The Strain of Isolation

Strain: inherited or inherent character, quality, or disposition.Isolation: detach or separate so as to be alone. Isolation is as old as time itself. Since the beginning, when Adam and Eve rebelled against our Heavenly Father and hid themselves among trees, the human race has had a depraved disposition towards isolation.

It’s a terrible strain in our human condition. There are a variety of reasons why we tend to isolate ourselves from others. People get hurt (physically and emotionally) and when pain occurs a knee-jerk reaction is to withdraw from whatever person or circumstance is causing the pain. . We all need to withdraw to the wilderness and seek Jesus. Solitude is an important discipline in the believer’s life. I’m talking about the isolation that comes when you do something wrong or when someone hurts you.

Jesus warns us of this by predicting Peter’s denial in Luke 22.

    But I have pleaded in prayer for you, Simon, that your faith should not fail. So when you have repented and turned to me again, strengthen your brothers.

Luke 22:32

Jesus knew that Peter was going to deny Him. He knew that Peter would run away and want to isolate himself (which he did) because despite all the bravado that Peter exhibited he was just as  frail as the other disciples.

I love Jesus’ response; very straightforward. He accepts Peter with open arms, but goes further. He challenges him to look outward and strengthen his brothers. Peter was very influential among the eleven disciples. He had an integral role in bringing them together to lead the early church. Jesus’ response to Peter is the same today. We isolate ourselves when we feel guilty, when we make mistakes, when we realize the depravity of our human condition. However, God tells us to turn to him, not towards ourselves and commands us to strengthen one another.

Elijah’s contest on Mount Carmel is another illustrative point (will paraphrase for the sake of time). Elijah confronts hundreds of idolatrous prophets and goads them to a contest to determine what god, Baal or the Lord, is the true God. Elijah called down fire from heaven and proved that the Lord is the true God and the people of Israel killed all of Baal’s prophets. MONUMENTAL victory here, Elijah is on cloud nine. Queen Jezebel hears of Elijah’s actions and…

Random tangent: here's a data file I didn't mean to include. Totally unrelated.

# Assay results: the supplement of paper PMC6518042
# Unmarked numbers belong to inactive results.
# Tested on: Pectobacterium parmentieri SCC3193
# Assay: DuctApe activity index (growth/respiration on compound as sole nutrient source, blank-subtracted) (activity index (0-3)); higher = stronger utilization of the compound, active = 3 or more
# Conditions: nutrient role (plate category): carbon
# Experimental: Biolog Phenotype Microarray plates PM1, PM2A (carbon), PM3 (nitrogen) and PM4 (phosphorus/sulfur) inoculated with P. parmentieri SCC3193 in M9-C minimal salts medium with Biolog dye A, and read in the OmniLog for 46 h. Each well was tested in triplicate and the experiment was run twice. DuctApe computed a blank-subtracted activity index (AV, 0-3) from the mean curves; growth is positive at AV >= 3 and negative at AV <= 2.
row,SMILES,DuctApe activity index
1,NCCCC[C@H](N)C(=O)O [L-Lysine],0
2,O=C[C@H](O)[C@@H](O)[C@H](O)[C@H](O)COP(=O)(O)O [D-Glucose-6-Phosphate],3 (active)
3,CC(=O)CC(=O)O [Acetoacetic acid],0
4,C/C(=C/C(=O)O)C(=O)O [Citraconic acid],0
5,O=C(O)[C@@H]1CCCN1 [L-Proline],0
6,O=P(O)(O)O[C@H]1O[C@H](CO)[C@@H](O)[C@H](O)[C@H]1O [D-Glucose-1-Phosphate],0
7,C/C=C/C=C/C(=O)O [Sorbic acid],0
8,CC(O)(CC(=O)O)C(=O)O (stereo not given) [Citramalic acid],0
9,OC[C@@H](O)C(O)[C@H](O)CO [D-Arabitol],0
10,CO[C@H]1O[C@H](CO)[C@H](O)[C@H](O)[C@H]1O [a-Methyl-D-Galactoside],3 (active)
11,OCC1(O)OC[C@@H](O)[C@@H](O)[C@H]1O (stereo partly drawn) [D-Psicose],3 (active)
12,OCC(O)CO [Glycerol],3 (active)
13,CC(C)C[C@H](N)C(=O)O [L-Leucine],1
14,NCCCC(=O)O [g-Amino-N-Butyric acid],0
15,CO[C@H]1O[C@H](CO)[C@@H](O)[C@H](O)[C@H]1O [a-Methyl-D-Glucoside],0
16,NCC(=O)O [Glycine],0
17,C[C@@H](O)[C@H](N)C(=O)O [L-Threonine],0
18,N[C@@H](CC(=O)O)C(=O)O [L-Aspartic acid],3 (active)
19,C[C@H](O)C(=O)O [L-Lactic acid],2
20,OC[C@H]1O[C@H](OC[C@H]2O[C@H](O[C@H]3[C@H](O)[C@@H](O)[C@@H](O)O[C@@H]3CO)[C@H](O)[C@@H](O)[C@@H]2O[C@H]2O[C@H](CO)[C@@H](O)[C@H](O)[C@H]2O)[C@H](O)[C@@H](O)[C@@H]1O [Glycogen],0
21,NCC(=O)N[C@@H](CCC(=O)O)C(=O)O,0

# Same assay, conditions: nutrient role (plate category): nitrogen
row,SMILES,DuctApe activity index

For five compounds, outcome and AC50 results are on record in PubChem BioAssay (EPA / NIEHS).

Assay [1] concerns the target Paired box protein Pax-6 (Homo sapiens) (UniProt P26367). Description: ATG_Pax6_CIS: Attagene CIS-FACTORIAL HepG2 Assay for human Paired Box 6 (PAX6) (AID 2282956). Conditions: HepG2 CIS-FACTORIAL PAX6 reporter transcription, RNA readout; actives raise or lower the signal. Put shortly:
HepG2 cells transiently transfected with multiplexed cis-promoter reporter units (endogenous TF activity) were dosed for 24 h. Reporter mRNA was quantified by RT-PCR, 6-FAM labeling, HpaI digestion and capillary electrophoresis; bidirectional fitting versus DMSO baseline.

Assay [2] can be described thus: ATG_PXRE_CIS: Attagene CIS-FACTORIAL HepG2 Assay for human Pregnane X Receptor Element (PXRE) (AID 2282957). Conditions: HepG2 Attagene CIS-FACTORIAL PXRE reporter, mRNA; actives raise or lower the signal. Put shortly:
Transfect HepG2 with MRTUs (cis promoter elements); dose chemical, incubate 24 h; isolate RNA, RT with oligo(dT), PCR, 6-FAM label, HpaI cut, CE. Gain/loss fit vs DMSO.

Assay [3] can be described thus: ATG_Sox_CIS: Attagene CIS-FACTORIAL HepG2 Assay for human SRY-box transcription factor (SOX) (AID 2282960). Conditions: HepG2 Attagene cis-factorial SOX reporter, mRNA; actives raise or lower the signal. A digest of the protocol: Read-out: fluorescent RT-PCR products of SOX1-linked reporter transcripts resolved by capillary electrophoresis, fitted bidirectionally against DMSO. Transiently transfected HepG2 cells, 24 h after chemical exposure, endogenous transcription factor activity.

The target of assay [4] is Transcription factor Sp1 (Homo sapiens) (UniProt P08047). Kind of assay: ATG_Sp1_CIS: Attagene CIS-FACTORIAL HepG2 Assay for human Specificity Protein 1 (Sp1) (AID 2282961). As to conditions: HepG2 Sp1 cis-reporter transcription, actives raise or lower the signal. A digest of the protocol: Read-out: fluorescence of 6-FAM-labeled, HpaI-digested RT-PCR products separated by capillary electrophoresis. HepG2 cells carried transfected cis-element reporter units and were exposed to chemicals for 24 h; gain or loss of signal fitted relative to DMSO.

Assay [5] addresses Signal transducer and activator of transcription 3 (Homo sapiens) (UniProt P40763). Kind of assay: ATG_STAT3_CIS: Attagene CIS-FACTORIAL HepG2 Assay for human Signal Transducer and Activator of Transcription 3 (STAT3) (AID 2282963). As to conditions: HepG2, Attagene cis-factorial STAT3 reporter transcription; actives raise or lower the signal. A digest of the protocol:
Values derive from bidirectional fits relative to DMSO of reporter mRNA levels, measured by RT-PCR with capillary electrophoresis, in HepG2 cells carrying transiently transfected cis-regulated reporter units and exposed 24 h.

So Jezebel sent this message to Elijah: May the gods strike me and even kill me if by this time tomorrow I have not killed you just as you killed them.

Elijah was afraid and fled for his life. He went to Beersheba, a town in Judah, and he left his servant there. Then he went on alone into the wilderness, traveling all day. He sat down under a solitary broom tree and prayed that he might die. I have had enough, Lord, he said. Take my life, for I am no better than my ancestors who have already died.

1 Kings 19:2-4


The mightiest prophet in history ran for his life and what was the first thing he did? and he left his servant there. He abandoned his brother and went on alone into the wilderness.  You are and will always be more vulnerable when you are alone. Interesting end to this story when God tells Elijah to go back the way he came and anoint Hazael, Jehu, and Elisha (his successor). God didn’t drop some crazy revelation in Elijah’s lap. He told him to find other men and strengthen them.

We must remember how imperative it is to strengthen our brothers and sisters. Our tendency is to forget that, to go at it alone and deal with our own problems. You may be in a wilderness of your own wanting to withdraw because of the mistakes you’ve made. Don’t. Look to Jesus, find another brother or sister, and invest in them. Jesus didn’t tell Peter to hang out with his brothers; he attached a mission to his command. Mission must be associated with community in the Christ follower’s life.  

Be careful of the strain of isolation that has the potential to rob us of God’s best for our lives. Find new people, strengthen them by pushing them to Jesus. As Pastor Russ Austin says, “love em’, party with em’, and show them a resurrected Jesus that’s changing the world.”      

I’m Harold Dorrell Briscoe. Thanks for reading.  


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